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Eight-hours conventional versus adaptive deep brain stimulation of the subthalamic nucleus in Parkinson’s disease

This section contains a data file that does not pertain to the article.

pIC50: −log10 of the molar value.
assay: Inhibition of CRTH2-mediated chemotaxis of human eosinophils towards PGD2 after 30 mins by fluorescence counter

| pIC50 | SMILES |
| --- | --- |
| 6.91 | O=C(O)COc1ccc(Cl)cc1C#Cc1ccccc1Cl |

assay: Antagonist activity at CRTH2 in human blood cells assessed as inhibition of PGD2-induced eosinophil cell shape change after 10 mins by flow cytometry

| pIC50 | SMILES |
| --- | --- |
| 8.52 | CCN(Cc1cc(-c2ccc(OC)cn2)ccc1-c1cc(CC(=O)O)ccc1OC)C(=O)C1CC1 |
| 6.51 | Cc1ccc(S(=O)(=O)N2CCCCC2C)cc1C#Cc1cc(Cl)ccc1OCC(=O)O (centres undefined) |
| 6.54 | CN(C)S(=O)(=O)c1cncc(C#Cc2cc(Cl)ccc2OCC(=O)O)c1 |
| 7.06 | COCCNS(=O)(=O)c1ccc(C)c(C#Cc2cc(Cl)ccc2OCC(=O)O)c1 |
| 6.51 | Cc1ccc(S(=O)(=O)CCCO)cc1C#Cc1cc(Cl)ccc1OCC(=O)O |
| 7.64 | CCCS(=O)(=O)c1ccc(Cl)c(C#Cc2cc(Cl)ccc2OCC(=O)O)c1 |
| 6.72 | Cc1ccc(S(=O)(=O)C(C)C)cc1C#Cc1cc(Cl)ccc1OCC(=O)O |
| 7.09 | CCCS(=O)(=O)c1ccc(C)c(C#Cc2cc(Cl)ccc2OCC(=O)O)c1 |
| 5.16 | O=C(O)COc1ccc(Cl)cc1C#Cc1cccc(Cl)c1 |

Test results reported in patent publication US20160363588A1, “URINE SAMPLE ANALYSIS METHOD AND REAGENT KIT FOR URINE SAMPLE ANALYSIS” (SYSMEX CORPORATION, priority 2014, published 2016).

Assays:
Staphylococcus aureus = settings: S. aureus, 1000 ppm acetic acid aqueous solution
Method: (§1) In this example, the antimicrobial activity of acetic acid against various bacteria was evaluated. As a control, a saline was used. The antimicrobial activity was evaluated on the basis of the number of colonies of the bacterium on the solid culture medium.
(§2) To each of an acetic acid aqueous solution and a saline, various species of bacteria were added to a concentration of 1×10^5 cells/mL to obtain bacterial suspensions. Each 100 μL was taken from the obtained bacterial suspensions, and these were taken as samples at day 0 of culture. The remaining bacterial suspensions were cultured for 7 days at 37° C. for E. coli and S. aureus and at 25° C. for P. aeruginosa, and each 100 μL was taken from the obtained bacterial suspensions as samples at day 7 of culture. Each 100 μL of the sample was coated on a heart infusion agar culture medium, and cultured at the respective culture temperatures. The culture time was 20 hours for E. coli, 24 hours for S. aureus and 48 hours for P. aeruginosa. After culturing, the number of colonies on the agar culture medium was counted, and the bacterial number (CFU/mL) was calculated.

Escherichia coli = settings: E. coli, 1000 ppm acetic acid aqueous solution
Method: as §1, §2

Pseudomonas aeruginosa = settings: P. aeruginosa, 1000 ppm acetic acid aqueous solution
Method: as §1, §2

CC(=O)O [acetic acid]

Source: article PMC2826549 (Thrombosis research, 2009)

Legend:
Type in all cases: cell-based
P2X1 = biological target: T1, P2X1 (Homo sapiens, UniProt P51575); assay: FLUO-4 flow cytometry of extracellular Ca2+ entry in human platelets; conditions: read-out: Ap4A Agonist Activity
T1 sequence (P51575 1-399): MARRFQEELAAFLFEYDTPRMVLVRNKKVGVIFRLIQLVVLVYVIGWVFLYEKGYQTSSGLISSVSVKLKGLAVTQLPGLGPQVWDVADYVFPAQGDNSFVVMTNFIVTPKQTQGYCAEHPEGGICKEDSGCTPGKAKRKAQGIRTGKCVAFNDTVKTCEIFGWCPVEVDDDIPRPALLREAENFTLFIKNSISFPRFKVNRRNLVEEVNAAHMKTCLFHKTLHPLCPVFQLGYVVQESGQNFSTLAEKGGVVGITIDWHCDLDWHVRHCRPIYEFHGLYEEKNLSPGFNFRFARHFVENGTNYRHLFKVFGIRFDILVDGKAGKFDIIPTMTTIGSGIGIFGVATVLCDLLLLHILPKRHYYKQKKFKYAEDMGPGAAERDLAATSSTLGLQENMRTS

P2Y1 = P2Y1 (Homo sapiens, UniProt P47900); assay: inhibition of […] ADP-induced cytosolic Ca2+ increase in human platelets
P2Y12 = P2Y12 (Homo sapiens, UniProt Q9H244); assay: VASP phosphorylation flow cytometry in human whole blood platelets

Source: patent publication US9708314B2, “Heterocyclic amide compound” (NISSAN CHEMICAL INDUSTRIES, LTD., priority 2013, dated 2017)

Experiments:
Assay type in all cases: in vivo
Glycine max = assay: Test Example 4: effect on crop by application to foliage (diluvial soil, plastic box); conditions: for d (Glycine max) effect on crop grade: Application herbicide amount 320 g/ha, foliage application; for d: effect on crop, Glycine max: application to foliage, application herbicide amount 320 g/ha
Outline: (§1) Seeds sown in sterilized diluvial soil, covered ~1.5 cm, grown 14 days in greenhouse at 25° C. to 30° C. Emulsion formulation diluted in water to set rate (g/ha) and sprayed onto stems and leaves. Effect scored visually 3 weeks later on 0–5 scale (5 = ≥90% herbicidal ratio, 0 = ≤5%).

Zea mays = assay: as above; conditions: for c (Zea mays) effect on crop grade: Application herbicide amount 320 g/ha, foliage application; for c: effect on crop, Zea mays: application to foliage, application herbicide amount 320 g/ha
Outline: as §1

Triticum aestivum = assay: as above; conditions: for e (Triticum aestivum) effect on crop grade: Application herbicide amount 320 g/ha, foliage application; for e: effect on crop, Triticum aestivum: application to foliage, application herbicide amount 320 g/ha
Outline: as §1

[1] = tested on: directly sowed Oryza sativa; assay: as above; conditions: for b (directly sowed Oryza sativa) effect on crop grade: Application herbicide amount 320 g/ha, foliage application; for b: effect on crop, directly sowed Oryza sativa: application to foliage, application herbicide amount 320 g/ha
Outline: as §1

This study compares the effects on motor symptoms between conventional deep brain stimulation (cDBS) and closed-loop adaptive deep brain stimulation (aDBS) in patients with Parkinson’s Disease. The aDBS stimulation is controlled by the power in the beta band (12–35 Hz) of local field potentials recorded directly by subthalamic nucleus electrodes. Eight subjects were assessed in two 8-h stimulation sessions (first day, cDBS; second day, aDBS) with regular levodopa intake and during normal daily activities. The Unified Parkinson’s Disease Rating Scale (UPDRS) part III scores, the Rush scale for dyskinesias, and the total electrical energy delivered to the tissues per second (TEEDs) were significantly lower in the aDBS session (relative UPDRS mean, cDBS: 0.46 ± 0.05, aDBS: 0.33 ± 0.04, p = 0.015; UPDRS part III rigidity subset mean, cDBS: 2.9143 ± 0.6551 and aDBS: 2.1429 ± 0.5010, p = 0.034; UPDRS part III standard deviation cDBS: 2.95, aDBS: 2.68; p = 0.047; Rush scale, cDBS 2.79 ± 0.39 versus aDBS 1.57 ± 0.23, p = 0.037; cDBS TEEDs mean: 28.75 ± 3.36 µj s−1, aDBS TEEDs mean: 16.47 ± 3.33, p = 0.032 Wilcoxon’s sign rank test). This work further supports the safety and effectiveness of aDBS stimulation compared to cDBS in a daily session, both in terms of motor performance and TEED to the patient.